According to my travel experiences, along with massive China, India is the other country that you don’t want to visit if not using a train. Why? Because, apart for the cheapness, it is comfortable, quite fast, goes almost anywhere and more importantly, it is VERY SAFE. In a country where drivers are known to trash their vehicles and have some sort of weird syndrome which forces their nerves to attach one hand to the horn constantly, magically making them deaf (and therefore totally uncaring) to the ear-piercing noise, the train stands for the best option.
But of course being India a country with a huge population, train travel deserves some explanations: in fact, if you have been to India and you were able to understand why and how the train quotas work, I think you deserve to be entitled a Nobel Prize. Differently from China, where 没有票 means 没有票 and there is no way in hell you will be able to get on that train, in India, for some unknown reason, the train is ALWAYS BOOKED FULL. But somehow, you ALWAYS end up on the train. Incredible, isn’t it? Well, let me try to explain this strange “system”…
First of all, me and Kit Yeng traveled in Southern India, and we went in April. The school holiday month. This would indeed make train booking and travel almost impossible but… we did it!! We always got on the train we wanted booking a few days, or just hours before, and the only problem we had was sharing the same bunk for one night on the ultra busy Goa to Mumbai overnight sleeper train. Thank god, Chinese girls are tiny and you can fit them anywhere So, how could we make it? I don’t know. I just know I had to queue up quite a number of times, and especially one time, getting a train ticket in Tiruchirappali’s station resulted in an adventure comparable to Dante’s travel across Hell, the Purgatory and Paradise altogether. The main problem is, besides the fact Indians DO QUEUE UP, differently from the Chinese which don’t and just mess around, they push you, try to steal your position and, when confronted, start screaming and menace to get into a fight. This said, it is generally possible to get a ticket BUT:
RULE NUMBER ONE: WALK TO THE TICKET COUNTER
This is just possible if you want to purchase a ticket from the station you are in at that moment, for a train which is leaving the same day. This is not the place to make reservations, which have to be made in a separate office, usually located in a different part (very far) of the station. If you want one of this last minute tickets, no problem, they will issue as many as you like, as long as they can fit people inside, outside and ON the train. These are second class tickets, better known as “carnage” or “luggage rack class”. Why? because when the carnage happens, you better crawl on top of the luggage rack where, at least, you can seat. Some people even manage to lay down and sleep on the luggage rack’s bars (I tried, it is fairly comfortable since the rack is made of quite wide pieces of wood, definitely better than the steel tubes you have in Europe), but when the carnage starts, you might be scolded so hard to instantly get up and leave space to some other form of human (or not) being. Besides this, if you can cope with the humanity, the smell of food and sometimes feces, the sweat and the heat (occasionally cooled off by some 50s looking fans sprouting from the ceiling like mechanical mushrooms), the second class is truly enjoyable. It is a very good way to REALLY get up close (of course, because there is no friggin’ other space left in the carriage) with the Indian people, enjoy the smiles and the casual conversations and the kids who will end up sleeping with their heads on your sweaty lap, it definitely is an experience. At least, contrary to Chinese buses, people’s breath don’t smell of cabbage and rotten egg. It is indeed an experience to try at least once during any trip to India, according to me.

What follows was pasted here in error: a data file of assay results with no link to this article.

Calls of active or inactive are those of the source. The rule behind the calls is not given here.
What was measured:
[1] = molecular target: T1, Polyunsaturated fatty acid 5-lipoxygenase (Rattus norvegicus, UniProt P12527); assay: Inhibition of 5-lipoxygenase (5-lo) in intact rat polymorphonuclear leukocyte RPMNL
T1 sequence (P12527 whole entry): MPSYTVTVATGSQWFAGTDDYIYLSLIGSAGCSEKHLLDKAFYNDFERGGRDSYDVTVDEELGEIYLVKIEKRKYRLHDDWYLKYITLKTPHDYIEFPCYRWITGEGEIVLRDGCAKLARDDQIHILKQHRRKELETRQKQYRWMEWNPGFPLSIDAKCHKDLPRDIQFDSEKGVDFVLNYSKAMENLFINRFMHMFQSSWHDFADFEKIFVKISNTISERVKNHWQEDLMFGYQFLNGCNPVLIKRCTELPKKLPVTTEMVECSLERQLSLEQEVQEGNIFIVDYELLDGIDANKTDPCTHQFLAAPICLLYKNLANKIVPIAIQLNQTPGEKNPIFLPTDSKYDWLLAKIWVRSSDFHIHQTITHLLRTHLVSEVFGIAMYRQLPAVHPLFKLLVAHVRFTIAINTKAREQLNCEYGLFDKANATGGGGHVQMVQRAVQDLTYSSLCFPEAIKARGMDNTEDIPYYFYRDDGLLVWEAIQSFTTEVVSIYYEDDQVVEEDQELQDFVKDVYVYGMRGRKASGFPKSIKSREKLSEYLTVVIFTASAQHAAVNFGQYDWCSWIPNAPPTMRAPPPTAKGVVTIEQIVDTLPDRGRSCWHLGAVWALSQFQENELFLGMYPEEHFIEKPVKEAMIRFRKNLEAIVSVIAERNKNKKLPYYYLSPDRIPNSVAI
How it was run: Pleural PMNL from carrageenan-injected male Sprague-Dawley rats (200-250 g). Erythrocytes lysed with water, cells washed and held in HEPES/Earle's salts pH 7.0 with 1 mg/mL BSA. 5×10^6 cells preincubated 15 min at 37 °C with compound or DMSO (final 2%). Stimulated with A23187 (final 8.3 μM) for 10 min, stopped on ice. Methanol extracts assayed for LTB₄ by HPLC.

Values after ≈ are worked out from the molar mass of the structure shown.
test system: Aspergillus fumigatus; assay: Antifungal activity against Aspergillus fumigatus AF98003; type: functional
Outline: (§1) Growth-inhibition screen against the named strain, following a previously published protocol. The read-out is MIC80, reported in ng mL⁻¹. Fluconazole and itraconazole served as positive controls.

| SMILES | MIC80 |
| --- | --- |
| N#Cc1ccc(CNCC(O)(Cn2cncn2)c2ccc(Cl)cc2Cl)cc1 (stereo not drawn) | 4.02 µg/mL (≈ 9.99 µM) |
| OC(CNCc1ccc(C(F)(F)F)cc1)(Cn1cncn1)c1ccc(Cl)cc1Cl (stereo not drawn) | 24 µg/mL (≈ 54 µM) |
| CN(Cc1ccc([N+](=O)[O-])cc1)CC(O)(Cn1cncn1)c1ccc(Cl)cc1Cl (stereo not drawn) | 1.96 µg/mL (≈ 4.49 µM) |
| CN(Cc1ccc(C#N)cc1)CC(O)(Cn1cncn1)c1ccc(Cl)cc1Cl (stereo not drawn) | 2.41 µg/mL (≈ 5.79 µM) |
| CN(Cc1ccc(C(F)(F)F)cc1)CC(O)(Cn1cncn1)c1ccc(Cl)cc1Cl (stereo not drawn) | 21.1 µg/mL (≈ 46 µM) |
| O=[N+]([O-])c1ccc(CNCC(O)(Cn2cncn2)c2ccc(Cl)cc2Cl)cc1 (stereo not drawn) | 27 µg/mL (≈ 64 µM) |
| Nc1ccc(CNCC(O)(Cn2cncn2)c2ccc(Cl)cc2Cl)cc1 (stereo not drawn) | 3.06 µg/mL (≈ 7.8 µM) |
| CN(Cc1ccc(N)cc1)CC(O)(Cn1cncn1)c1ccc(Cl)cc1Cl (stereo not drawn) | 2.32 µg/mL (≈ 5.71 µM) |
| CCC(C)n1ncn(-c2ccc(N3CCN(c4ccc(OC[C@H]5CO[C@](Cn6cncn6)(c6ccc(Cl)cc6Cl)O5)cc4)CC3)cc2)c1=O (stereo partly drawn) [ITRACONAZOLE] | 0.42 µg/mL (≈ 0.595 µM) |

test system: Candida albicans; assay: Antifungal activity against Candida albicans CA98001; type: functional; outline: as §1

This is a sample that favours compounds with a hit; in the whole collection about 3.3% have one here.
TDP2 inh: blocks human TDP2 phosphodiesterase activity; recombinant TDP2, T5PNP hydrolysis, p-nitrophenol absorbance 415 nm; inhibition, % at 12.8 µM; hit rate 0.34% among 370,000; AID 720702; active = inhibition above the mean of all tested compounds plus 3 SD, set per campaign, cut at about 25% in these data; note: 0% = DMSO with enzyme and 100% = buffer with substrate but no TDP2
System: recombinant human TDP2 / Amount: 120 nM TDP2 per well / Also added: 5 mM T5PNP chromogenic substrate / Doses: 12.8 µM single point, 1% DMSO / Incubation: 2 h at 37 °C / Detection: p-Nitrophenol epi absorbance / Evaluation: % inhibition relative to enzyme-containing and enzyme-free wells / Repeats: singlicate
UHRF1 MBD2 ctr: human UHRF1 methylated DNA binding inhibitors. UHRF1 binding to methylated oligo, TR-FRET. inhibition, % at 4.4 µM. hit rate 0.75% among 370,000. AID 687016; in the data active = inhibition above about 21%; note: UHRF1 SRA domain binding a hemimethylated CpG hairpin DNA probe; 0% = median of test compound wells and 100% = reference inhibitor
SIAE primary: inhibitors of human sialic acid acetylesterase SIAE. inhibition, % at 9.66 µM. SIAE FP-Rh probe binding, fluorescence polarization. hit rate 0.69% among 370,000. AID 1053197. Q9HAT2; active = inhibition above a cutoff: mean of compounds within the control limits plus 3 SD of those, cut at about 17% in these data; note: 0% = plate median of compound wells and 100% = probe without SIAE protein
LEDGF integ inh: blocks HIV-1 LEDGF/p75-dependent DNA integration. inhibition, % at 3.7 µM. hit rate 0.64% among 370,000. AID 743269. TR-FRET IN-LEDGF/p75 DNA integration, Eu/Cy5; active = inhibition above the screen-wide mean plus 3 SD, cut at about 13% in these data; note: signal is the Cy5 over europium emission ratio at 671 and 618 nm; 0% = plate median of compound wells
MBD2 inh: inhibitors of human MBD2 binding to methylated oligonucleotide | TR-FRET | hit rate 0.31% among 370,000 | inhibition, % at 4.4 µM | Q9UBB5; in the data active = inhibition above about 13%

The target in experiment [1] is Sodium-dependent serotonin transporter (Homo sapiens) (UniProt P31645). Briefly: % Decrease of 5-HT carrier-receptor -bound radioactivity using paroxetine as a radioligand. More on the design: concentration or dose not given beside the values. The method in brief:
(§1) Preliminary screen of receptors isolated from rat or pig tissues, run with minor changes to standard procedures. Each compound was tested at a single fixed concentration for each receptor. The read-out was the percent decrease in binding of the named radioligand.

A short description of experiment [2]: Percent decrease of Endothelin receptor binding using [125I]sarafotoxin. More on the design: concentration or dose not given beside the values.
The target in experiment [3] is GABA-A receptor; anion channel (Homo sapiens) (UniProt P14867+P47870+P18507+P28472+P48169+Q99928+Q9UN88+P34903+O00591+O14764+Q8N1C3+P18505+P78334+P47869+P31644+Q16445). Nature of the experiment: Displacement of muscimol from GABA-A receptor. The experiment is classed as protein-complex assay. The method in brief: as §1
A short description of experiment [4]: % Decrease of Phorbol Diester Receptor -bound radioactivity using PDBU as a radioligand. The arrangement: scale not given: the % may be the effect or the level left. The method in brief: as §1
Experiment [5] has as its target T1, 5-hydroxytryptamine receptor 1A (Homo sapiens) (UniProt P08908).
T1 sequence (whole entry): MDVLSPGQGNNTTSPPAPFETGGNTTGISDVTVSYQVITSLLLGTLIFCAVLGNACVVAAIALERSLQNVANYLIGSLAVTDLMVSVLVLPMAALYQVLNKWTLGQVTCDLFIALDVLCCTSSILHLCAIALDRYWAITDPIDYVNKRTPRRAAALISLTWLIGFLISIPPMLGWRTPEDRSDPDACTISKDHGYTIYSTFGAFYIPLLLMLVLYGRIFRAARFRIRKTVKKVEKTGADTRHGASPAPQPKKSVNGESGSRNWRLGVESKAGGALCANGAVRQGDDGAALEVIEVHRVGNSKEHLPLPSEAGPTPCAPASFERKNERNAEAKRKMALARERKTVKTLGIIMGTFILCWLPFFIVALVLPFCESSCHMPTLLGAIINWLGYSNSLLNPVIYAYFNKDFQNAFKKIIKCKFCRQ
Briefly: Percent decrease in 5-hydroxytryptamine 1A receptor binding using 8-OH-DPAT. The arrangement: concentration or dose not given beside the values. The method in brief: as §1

RULE NUMBER TWO: THE RESERVATION COUNTER
Be careful: this might cause some problems, depending on where you are. The reservation desks are so shady that most travelers opt to spend much more (sometimes even the double amount of the normal ticket fee) to ask an agency to reserve their tickets, because it ain’t easy. First, you queue up, you wait for half an hour, you get there, and they ask you to provide the reservation form sheet which of course you didn’t even know existed. So, you get one, and you have to fill it in, before going to the counter again. Make sure you have an address to write down, and the train number, exact date, number of people, passports numbers… everything. Even the father’s name, sometimes. After this, you are ready to go.
It is important to specify that Indian trains have different classes, 8 in particular, or better: too many!! Just consider the main difference is between air conditioned carriage and not air conditioned carriage, but to get a full description with pictures and examples, check the mighty man in Seat 61 website and read more. The more you want to spend (for the different kinds of a/c classes), the better chances you have to reserve a ticket. You want to reserve a ticket because India is HUGE, and at some point you will have to travel overnight, and of course you’d like to get a sleeping berth. A/C looks good, but is two to three times more expensive than the totally perfect (at least, to me, the cockroach lover man) sleeper class. Sleeper class is the one class most of the Indians use when traveling, it’s quite busy but generally decently clean, and is the class which budget travelers favor. Well, it is dirtcheap. A 400 miles journey in a sleeping berth can cost you as low as 5 to 6 euros. Pretty good, isn’t it? Yeah. That’s why this class is generally booked solid full even months in advance, especially during holiday peak periods… so, how do you buy a ticket, and how do you approach the reservation counter? Oh boy… with GUTS.
TO BE CONTINUED